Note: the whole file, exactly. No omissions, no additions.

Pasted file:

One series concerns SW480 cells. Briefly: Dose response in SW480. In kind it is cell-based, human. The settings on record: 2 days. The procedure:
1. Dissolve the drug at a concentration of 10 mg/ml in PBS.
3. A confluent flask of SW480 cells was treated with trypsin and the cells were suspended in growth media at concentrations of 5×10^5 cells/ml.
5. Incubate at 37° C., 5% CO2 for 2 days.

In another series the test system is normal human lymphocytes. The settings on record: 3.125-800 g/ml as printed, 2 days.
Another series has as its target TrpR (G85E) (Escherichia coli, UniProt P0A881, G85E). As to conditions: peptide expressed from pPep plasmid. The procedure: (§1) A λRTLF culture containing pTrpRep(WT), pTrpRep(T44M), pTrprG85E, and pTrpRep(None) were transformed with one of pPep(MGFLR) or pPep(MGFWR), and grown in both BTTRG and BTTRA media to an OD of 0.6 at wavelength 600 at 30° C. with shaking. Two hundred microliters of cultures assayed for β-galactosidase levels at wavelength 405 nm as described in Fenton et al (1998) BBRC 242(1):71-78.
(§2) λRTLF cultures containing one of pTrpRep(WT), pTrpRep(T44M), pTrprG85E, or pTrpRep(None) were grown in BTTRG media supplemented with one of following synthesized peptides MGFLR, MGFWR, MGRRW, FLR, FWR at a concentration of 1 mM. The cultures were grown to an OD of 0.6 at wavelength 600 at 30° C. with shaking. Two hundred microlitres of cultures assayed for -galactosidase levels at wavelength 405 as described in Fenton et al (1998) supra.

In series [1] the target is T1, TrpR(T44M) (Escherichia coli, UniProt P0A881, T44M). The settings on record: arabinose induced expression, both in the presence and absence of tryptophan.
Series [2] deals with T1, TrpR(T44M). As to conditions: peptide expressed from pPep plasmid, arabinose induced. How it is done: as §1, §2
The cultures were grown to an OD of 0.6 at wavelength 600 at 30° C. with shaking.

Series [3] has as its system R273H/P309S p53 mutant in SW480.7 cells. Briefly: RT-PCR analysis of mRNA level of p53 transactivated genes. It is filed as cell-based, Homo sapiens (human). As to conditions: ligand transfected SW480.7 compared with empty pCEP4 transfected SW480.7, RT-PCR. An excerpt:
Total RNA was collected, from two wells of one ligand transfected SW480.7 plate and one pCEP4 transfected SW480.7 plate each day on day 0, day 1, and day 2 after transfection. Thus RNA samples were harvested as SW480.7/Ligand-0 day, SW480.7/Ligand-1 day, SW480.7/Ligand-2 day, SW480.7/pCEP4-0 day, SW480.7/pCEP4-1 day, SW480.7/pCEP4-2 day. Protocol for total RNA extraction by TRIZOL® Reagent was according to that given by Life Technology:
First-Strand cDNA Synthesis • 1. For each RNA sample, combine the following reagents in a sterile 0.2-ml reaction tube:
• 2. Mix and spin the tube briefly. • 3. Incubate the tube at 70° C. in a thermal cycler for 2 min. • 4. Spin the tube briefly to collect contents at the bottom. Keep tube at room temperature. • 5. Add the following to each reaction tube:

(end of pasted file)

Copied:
One series concerns SW480 cells. Briefly: Dose response in SW480. In kind it is cell-based, human. The settings on record: 2 days. The procedure:
1. Dissolve the drug at a concentration of 10 mg/ml in PBS.
3. A confluent flask of SW480 cells was treated with trypsin and the cells were suspended in growth media at concentrations of 5×10^5 cells/ml.
5. Incubate at 37° C., 5% CO2 for 2 days.

In another series the test system is normal human lymphocytes. The settings on record: 3.125-800 g/ml as printed, 2 days.
Another series has as its target TrpR (G85E) (Escherichia coli, UniProt P0A881, G85E). As to conditions: peptide expressed from pPep plasmid. The procedure: (§1) A λRTLF culture containing pTrpRep(WT), pTrpRep(T44M), pTrprG85E, and pTrpRep(None) were transformed with one of pPep(MGFLR) or pPep(MGFWR), and grown in both BTTRG and BTTRA media to an OD of 0.6 at wavelength 600 at 30° C. with shaking. Two hundred microliters of cultures assayed for β-galactosidase levels at wavelength 405 nm as described in Fenton et al (1998) BBRC 242(1):71-78.
(§2) λRTLF cultures containing one of pTrpRep(WT), pTrpRep(T44M), pTrprG85E, or pTrpRep(None) were grown in BTTRG media supplemented with one of following synthesized peptides MGFLR, MGFWR, MGRRW, FLR, FWR at a concentration of 1 mM. The cultures were grown to an OD of 0.6 at wavelength 600 at 30° C. with shaking. Two hundred microlitres of cultures assayed for -galactosidase levels at wavelength 405 as described in Fenton et al (1998) supra.

In series [1] the target is T1, TrpR(T44M) (Escherichia coli, UniProt P0A881, T44M). The settings on record: arabinose induced expression, both in the presence and absence of tryptophan.
Series [2] deals with T1, TrpR(T44M). As to conditions: peptide expressed from pPep plasmid, arabinose induced. How it is done: as §1, §2
The cultures were grown to an OD of 0.6 at wavelength 600 at 30° C. with shaking.

Series [3] has as its system R273H/P309S p53 mutant in SW480.7 cells. Briefly: RT-PCR analysis of mRNA level of p53 transactivated genes. It is filed as cell-based, Homo sapiens (human). As to conditions: ligand transfected SW480.7 compared with empty pCEP4 transfected SW480.7, RT-PCR. An excerpt:
Total RNA was collected, from two wells of one ligand transfected SW480.7 plate and one pCEP4 transfected SW480.7 plate each day on day 0, day 1, and day 2 after transfection. Thus RNA samples were harvested as SW480.7/Ligand-0 day, SW480.7/Ligand-1 day, SW480.7/Ligand-2 day, SW480.7/pCEP4-0 day, SW480.7/pCEP4-1 day, SW480.7/pCEP4-2 day. Protocol for total RNA extraction by TRIZOL® Reagent was according to that given by Life Technology:
First-Strand cDNA Synthesis • 1. For each RNA sample, combine the following reagents in a sterile 0.2-ml reaction tube:
• 2. Mix and spin the tube briefly. • 3. Incubate the tube at 70° C. in a thermal cycler for 2 min. • 4. Spin the tube briefly to collect contents at the bottom. Keep tube at room temperature. • 5. Add the following to each reaction tube: